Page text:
A 12-year- old once told me, “I love big words. They taste delicious.” I couldn’t agree more, but I am not as discerning. I love all words. I love the power of words and the difference just the right one can make in a story. So, let me help you with any writing or editing projects you have. I’ll help you find the most delicious words.
It is a late September afternoon. Eighteen-year-old Johniesha Deberry is in labor. Her child wasn’t growing as expected, so birth is being induced. A fine-boned woman, with beautiful clear, black skin, Deberry wears a well-worn hospital gown. Her black hair, tinged with red, is tied in a high ponytail with a bright plastic hair elastic. She looks tiny and scared.
While diversity issues, from affirmative action to bilingual education, have garnered plenty of attention over the past several months, they have recently registered on the monitors in a different arena: medical school.
A survey conducted at Harvard Medical School (HMS) and the University of California, San Francisco, School of Medicine, the first such study to examine the attitudes of medical students themselves, overwhelmingly indicated diversity was a critical factor in their education.
What if there existed a simple object found in everyday life that could relieve stress and anxiety, promote healing and increase powers of concentration? It appears likely that such “magic bullets” do exist, and that they come in the forms of trees or shrubs or even philodendrons. Just as plants lift their leaves to the sky, they likewise lift our spirits — helping us de-stress, recover faster, concentrate better and control impulsive behavior.
First appeared in Illinois Alumni magazine in March 2003
Barry Bearak, MS ‘75 COM, doesn’t like to talk about himself.
“It makes me self-conscious,” he said. “I get flustered.”
On the other hand, he is very good at telling other people’s stories. Bearak, a New York Times staff writer who received the 2002 Pulitzer Prize for international reporting for his coverage of the devastation of Afghanistan, has been telling other people’s stories for close to 30 years.
First appeared in Illinois magazine in December 2002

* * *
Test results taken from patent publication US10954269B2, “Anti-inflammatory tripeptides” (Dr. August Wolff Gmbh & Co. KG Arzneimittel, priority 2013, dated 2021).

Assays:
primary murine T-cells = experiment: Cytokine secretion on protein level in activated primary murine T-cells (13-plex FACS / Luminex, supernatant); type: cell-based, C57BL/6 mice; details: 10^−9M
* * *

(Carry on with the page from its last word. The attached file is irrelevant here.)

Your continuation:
The dawn is dull, the day trying to decide if it will be spring or remain winter. The houses in this Champaign neighborhood are faded and worn, the sidewalks cracked and dingy and in this gray, muddy, early spring day there is little vegetation to enliven the scene.
First appeared in Illinois Alumni magazine in May 2002
Once upon a time, Lynn Schreiber Price ‘77 COM was like every other kid in her Skokie, Ill., neighborhood. She attended Miss Kurzweg’s second-grade class at Middleton Elementary. She had two best friends, Barb and Darleen. Price’s mother, Jackie, was a homemaker. Price’s father, Alex, worked as a glazier, and his handiwork — art glass pieces and fancy mirrors — decorated their otherwise simple home.
The 1950s were somewhat of a quiet time in the United States. On the University of Illinois campus at Urbana, majestic elm trees graced the Quad; women wore sweater sets, pearls and bobby socks; men were mostly clean-shaven; and shirts were button-down. The idea of walking on the Quad grass, wearing one’s hair long or dressing casually was unthinkable.
It is 9:30 a.m. when archaeologist John Kelly’s pine-green Jeep Cherokee lumbers across the grassy field and comes to a stop at two tarp-covered trenches blocked by barricades and yellow tape. It’s quiet except for the whirring and buzzing of crickets and the distant, dull whine of traffic from Highway 70 nearby. Kelly, 56 years old, tall and lanky, with a narrow face and high forehead, eases himself from the car, cup of coffee in hand.
From the first day the law school students arrive on campus, Mark Smith, J.D. ‘86, associate dean of student services, works to get to know each one. He introduces himself at the welcoming assembly; he wanders the hall checking in with students as they change classes; he talks to them about what kinds of fields they are interested in. And, when the time comes, he takes the mystery out of getting interviews and parlaying an interview into a job offer.